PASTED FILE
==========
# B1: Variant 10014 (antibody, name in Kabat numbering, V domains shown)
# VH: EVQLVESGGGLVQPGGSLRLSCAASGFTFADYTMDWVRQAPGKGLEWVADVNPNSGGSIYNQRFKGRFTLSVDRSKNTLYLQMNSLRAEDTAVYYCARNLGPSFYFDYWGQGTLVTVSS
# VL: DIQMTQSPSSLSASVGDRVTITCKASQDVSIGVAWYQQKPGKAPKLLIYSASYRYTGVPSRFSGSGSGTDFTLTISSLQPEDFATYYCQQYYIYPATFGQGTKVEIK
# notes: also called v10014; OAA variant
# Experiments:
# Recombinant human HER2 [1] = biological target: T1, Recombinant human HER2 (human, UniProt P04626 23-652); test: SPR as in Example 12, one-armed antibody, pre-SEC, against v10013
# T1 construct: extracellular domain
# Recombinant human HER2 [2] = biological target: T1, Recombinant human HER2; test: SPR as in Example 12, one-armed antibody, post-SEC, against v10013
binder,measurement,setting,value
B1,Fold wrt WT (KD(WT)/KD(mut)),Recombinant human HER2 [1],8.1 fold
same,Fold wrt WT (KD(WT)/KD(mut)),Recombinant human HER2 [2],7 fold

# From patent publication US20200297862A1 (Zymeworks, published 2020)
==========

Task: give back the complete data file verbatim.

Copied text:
# B1: Variant 10014 (antibody, name in Kabat numbering, V domains shown)
# VH: EVQLVESGGGLVQPGGSLRLSCAASGFTFADYTMDWVRQAPGKGLEWVADVNPNSGGSIYNQRFKGRFTLSVDRSKNTLYLQMNSLRAEDTAVYYCARNLGPSFYFDYWGQGTLVTVSS
# VL: DIQMTQSPSSLSASVGDRVTITCKASQDVSIGVAWYQQKPGKAPKLLIYSASYRYTGVPSRFSGSGSGTDFTLTISSLQPEDFATYYCQQYYIYPATFGQGTKVEIK
# notes: also called v10014; OAA variant
# Experiments:
# Recombinant human HER2 [1] = biological target: T1, Recombinant human HER2 (human, UniProt P04626 23-652); test: SPR as in Example 12, one-armed antibody, pre-SEC, against v10013
# T1 construct: extracellular domain
# Recombinant human HER2 [2] = biological target: T1, Recombinant human HER2; test: SPR as in Example 12, one-armed antibody, post-SEC, against v10013
binder,measurement,setting,value
B1,Fold wrt WT (KD(WT)/KD(mut)),Recombinant human HER2 [1],8.1 fold
same,Fold wrt WT (KD(WT)/KD(mut)),Recombinant human HER2 [2],7 fold

# From patent publication US20200297862A1 (Zymeworks, published 2020)